Virtual Reality, the immersive presentation of a digital environment, has been around for many decades – but it’s only recently that we’ve seen affordable and accessible consumer hardware offering the ability to view and interact with VR via an ordinary smartphone. With the rise of VR technology, companies are looking to develop new ways to use it in their business models.
Virtual Reality is often used as an immersive experience that helps customers understand their product better. Companies like Google have even created virtual reality tours for their products so that customers can get a better feel for how the products work without having to buy them first.
Google Cardboard and Samsung Gear VR (powered by Oculus) are among the cheapest options; more expensive devices such as the Oculus Rift give a better experience, particularly when paired with specialised motion sensors etc. But this technology is still very new and there are a number of challenges that make it difficult to create high-quality content:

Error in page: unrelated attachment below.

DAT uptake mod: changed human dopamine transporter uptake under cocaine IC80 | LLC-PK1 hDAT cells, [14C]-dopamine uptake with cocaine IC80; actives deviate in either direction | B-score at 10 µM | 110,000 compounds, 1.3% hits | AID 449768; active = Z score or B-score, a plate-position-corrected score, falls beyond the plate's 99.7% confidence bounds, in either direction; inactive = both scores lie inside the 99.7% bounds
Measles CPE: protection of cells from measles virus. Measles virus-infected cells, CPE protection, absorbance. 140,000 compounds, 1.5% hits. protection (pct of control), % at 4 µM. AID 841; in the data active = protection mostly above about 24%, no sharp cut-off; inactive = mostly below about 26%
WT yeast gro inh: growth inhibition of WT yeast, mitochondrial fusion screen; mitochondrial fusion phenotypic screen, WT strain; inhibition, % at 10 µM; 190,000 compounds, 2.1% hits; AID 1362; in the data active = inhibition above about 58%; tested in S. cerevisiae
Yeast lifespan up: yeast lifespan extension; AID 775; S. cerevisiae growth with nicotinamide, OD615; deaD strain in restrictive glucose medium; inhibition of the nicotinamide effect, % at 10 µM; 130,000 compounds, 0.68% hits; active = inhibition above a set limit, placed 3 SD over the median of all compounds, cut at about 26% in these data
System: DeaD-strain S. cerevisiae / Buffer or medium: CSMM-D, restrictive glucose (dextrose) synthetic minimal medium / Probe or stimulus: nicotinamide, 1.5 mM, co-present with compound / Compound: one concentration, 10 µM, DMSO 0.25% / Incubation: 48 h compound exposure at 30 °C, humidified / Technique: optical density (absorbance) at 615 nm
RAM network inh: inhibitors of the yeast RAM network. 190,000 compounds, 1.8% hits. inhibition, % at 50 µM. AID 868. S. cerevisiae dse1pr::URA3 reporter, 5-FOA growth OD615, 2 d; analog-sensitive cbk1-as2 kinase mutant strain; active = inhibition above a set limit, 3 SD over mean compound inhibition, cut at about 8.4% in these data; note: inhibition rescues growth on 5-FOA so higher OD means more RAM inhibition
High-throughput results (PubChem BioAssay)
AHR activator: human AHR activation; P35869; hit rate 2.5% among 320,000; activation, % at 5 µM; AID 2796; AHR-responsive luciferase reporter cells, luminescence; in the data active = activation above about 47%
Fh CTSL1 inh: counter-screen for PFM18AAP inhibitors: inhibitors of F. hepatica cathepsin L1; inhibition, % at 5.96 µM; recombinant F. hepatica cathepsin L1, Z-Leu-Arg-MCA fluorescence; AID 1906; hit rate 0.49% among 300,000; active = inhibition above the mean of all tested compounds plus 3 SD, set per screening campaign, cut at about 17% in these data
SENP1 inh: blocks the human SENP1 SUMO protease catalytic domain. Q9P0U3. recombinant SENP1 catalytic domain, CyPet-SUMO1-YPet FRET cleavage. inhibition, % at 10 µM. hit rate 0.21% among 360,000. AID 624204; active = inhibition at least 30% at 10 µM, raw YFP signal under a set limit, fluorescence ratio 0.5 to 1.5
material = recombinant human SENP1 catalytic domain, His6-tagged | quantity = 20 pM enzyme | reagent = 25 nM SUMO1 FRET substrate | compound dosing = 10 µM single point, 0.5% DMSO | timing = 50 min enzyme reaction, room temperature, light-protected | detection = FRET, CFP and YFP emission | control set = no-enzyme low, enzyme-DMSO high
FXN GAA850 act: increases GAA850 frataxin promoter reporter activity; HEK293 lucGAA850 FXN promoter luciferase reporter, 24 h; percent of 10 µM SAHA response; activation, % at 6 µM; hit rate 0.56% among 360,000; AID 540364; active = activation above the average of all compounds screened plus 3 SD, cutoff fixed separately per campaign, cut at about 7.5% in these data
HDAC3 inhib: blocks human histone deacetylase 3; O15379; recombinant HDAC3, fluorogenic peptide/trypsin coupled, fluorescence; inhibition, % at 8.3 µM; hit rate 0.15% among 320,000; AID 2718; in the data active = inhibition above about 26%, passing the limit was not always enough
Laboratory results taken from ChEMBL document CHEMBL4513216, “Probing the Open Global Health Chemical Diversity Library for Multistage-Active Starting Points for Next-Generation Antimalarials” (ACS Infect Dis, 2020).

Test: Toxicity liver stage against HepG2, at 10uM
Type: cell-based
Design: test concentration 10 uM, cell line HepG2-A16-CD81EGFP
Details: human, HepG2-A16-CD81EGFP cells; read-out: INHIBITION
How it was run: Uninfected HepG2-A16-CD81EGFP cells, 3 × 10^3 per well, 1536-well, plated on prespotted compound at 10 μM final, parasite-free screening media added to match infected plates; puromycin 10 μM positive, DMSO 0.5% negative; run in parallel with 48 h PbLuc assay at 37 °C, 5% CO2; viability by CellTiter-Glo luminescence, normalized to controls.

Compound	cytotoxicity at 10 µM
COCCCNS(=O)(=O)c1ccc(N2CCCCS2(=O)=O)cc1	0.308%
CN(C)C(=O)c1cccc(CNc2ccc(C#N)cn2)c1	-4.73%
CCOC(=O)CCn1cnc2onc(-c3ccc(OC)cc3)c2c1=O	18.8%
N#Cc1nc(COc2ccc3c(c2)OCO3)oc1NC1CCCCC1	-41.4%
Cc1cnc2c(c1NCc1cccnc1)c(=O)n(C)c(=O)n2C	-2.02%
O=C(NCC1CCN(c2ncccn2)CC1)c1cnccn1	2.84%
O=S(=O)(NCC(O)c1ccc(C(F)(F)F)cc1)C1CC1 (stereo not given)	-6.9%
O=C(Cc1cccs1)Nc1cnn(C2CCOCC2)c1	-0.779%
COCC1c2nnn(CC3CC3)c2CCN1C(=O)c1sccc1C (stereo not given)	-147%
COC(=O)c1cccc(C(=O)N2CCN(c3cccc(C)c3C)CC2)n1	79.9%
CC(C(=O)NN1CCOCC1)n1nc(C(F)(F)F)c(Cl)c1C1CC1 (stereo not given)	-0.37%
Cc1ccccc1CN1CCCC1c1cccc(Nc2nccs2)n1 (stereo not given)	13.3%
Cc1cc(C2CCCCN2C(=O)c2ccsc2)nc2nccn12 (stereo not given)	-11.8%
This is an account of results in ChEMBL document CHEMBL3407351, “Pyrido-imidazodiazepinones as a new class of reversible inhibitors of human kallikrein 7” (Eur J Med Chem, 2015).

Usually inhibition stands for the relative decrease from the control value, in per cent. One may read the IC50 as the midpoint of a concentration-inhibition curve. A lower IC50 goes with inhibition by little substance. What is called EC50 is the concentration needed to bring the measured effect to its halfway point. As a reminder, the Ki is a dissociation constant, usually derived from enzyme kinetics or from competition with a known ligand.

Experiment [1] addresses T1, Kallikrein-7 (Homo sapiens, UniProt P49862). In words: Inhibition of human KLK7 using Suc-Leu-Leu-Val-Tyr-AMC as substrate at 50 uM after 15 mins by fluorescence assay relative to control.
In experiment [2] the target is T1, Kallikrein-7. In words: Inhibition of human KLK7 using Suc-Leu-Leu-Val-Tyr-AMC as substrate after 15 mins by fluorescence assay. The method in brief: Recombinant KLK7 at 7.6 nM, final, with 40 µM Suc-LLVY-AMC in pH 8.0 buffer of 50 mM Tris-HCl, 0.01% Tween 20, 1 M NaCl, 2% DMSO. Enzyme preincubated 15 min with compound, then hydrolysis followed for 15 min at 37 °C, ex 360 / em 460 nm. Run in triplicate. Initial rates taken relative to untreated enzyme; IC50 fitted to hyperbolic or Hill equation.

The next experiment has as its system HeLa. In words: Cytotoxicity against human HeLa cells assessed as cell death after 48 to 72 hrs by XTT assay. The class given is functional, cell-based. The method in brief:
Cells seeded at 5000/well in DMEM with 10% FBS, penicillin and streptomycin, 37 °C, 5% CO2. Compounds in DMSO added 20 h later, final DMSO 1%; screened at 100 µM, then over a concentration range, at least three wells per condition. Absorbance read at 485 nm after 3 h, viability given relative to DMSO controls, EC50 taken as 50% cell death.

As such, Virtual Reality presents some unique challenges for developers wanting to produce compelling content on these devices: both user interface/experience issues as well as technical hurdles. There’s also the issue of attracting users to your VR app – since there’s a high barrier to entry in terms of price, most early adopters won’t be VR enthusiasts. So how do you get non-enthusiasts on board?
Virtual Reality also presents a number of other challenges such as
We must keep in mind that creating virtual reality content without the usage of VR headsets and computers is extremely tough. Aside from that, it is tough to develop immersive virtual reality experiences that are both participatory and entertaining at the same time.
There is a lot of potential for Virtual Reality to be used in the creative industry, but only if these concerns are addressed in an appropriate manner.